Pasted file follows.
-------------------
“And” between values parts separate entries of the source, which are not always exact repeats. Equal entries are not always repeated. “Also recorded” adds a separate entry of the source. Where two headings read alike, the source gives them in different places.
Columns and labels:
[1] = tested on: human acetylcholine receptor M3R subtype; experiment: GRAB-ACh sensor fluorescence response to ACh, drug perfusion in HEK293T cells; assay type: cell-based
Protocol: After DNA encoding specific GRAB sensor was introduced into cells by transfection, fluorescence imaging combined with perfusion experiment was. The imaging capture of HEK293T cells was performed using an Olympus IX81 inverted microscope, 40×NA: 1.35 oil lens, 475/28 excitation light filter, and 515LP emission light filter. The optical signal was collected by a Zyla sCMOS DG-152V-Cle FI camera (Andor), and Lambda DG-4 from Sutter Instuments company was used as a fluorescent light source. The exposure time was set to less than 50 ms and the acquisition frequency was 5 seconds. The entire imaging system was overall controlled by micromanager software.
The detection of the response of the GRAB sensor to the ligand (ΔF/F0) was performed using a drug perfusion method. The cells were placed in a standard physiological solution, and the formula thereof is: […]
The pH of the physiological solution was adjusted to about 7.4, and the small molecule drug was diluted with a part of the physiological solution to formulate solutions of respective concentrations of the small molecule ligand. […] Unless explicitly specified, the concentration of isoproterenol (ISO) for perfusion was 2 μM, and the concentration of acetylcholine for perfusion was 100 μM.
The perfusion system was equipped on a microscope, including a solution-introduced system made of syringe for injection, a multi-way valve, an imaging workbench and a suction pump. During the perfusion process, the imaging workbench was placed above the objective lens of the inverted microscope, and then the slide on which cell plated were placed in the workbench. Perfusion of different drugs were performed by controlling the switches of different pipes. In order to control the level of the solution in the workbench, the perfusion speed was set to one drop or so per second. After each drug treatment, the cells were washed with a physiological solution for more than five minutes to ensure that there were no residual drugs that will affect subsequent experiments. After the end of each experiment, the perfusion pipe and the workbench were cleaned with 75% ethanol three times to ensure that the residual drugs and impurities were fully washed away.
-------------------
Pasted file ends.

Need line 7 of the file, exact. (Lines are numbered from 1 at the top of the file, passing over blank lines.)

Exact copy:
The perfusion system was equipped on a microscope, including a solution-introduced system made of syringe for injection, a multi-way valve, an imaging workbench and a suction pump. During the perfusion process, the imaging workbench was placed above the objective lens of the inverted microscope, and then the slide on which cell plated were placed in the workbench. Perfusion of different drugs were performed by controlling the switches of different pipes. In order to control the level of the solution in the workbench, the perfusion speed was set to one drop or so per second. After each drug treatment, the cells were washed with a physiological solution for more than five minutes to ensure that there were no residual drugs that will affect subsequent experiments. After the end of each experiment, the perfusion pipe and the workbench were cleaned with 75% ethanol three times to ensure that the residual drugs and impurities were fully washed away.